On June 23, the community of Rexburg gathered in support of Relay for Life at 6 p.m.. The event took placed at the Madison Jr. High track. The theme was Superheroes: Fighting Cancer, and participants walked or ran the track for six hours.

According to relayforlife.org, Relay for Life is a charity event run completely by volunteers. Members of a community can then sign up as a team and participate in a relay. The relay itself continues through the night, representing that cancer never sleeps. One member of each team must be walking around the track always, creating the sense of a relay.

Those not walking and those who did not participate in the relay showed their support by wearing purple or pink, or dressed as a superhero. They could either participate in games or cheer on the relay participants, all while being educated about cancer.

Samantha Lewis, a freshman studying exercise physiology, donned purple clothing to support the event. While studying in the health field, she has seen how cancer can affect lives.

“I think that Relay for Life is a great fundraiser,” Lewis said. “This event has been super cute and fun. I am really proud of everyone who is here. Walking for six hours straight isn’t always an easy thing to do. Then again, neither is dealing with cancer.”

According to cancer.org, there will be 1,688,780 new diagnosed cases of cancer in 2017. Of the existing 15.5 million cancer patients today, it is expected that 1,650 patients will die each day, adding up to nearly 600,920 deaths in 2017. However, due to research and support from charities like Relay for Life, there have been 2.1 million fewer cases of cancer in the past 20 years.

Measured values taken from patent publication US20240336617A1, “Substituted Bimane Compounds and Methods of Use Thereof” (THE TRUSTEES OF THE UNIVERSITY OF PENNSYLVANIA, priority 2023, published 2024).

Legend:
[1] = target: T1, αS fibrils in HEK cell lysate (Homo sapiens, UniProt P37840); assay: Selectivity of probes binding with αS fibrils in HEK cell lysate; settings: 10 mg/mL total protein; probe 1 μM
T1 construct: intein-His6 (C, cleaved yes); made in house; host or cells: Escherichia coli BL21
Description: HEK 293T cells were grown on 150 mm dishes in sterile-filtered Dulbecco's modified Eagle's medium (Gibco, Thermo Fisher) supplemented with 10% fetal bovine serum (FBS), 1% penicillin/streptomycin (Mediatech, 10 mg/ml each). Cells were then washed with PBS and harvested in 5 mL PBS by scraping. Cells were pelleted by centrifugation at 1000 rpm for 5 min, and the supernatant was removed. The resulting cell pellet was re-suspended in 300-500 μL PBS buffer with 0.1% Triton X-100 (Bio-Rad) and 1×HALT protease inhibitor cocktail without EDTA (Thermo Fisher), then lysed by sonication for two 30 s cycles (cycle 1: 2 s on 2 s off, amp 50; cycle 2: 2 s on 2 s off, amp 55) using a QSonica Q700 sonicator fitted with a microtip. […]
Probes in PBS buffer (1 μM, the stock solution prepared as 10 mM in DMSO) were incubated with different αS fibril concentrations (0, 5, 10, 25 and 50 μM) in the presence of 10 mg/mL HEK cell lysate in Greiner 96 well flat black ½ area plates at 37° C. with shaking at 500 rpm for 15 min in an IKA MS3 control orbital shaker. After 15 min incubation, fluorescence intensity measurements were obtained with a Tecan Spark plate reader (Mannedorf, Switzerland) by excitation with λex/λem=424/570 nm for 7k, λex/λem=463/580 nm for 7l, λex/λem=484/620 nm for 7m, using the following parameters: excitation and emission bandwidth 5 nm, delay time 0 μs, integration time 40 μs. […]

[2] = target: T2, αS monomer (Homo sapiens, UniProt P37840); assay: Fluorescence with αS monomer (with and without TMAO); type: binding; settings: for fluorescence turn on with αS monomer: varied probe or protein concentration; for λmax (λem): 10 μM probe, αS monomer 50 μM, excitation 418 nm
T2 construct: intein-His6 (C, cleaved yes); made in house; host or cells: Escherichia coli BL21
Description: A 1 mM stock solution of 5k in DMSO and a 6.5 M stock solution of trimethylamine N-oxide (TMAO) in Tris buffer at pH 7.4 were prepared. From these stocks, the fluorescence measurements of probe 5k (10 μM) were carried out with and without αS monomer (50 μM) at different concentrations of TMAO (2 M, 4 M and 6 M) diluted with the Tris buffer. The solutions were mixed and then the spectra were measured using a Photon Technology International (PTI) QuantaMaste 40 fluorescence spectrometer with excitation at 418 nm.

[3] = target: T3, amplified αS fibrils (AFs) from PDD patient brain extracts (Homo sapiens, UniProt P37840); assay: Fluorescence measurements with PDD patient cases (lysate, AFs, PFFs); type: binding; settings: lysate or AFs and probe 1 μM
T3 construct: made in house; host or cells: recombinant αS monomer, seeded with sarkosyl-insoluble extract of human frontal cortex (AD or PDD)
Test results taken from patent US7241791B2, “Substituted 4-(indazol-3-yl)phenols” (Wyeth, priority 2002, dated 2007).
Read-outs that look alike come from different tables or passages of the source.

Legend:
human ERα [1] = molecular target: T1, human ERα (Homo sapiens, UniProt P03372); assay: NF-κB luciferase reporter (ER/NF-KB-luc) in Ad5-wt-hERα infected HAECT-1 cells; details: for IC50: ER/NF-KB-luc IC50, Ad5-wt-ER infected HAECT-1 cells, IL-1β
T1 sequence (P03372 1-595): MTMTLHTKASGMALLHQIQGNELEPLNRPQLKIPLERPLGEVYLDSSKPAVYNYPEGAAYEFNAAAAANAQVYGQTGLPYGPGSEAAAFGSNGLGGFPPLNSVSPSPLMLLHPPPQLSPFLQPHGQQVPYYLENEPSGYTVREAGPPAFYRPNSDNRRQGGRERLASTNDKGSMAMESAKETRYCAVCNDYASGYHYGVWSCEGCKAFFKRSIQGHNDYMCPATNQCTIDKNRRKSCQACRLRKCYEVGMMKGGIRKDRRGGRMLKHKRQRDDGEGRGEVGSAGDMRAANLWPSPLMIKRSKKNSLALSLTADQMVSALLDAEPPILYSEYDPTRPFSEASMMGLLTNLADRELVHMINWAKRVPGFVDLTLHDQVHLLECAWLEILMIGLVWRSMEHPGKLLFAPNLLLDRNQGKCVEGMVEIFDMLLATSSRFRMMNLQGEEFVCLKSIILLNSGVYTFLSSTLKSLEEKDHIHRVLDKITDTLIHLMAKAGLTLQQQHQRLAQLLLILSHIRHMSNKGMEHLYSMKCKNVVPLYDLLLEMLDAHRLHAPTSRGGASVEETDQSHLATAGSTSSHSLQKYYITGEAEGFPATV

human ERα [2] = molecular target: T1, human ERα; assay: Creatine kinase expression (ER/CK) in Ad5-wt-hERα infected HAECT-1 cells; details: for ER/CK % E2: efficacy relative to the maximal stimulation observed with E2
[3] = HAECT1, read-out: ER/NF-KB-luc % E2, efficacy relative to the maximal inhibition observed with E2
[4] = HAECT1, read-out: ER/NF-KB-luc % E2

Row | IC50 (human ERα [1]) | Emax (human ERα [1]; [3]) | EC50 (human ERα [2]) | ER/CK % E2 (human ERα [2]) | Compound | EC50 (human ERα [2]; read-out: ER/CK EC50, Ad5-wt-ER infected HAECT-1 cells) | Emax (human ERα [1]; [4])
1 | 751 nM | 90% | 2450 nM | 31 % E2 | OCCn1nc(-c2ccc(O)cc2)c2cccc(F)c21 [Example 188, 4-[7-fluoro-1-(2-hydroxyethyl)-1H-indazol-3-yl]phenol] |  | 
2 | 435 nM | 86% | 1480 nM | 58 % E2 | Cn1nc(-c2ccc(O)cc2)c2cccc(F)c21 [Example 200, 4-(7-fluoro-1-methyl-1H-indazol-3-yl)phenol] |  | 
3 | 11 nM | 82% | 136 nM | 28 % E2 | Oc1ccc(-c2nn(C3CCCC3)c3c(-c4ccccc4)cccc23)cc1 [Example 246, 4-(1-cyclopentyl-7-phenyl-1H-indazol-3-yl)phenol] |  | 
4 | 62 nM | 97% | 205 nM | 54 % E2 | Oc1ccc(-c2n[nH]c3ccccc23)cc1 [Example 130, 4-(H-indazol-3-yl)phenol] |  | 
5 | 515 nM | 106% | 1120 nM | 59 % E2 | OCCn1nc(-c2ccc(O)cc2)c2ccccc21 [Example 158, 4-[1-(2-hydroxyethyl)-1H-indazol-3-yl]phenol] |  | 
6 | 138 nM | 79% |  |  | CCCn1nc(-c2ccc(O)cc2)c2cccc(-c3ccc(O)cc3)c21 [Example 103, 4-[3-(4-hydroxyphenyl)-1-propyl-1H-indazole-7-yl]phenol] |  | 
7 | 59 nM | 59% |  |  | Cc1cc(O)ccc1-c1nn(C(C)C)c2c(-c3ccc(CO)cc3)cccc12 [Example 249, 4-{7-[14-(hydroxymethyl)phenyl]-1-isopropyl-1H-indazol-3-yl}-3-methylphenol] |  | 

Levi Allred and his wife, who are both in the medical field, also came out to support the event. Working in the hospital, they have seen how cancer can make families suffer. Allred said while cancer may not have a cure, the least they can do is show their support.

REN DAVIDSON | Scroll Illustration

“Cancer is a pretty awful thing, it kills so many people each year,” Allred said. “By just showing that you care, even if it is just by attending events like these, you could be changing someone’s life. My wife and I don’t have cancer, butwho’s to say our children won’t?”

Cancer.org reported that as of 2016, there were over 15 million cancer survivors. It also reported that the survival rate has increased to 67 percent.

Sheila Guest, was diagnosed with a rare form of leukemia called acute promyelocytic leukemia when she was 18 years old. Guest, a freshman studying recreation management, said her cancer has been in remission for two and a half years.

Guest discovered she had cancer when she got her physical for her mission. She was told there was something wrong with her blood, and after further investigation, doctors discovered Guest had APL in its earlier stages. Guest underwent months of chemotherapy and lost weight and hair. After her cancer was declared in remission for the second time, Guest was finally able to serve her mission.

“God is real and faith can do anything,” Guest said. “It’s a mental battle and I’d say it’s more mental than physical. If your mind’s not in it, you’re not going to make it. Everybody needs somebody in their life. I don’t care if it’s cancer or you bombed your final. Anything that is hard in life, we need somebody else. We have so much potential. If you have the help and support, anything is possible.”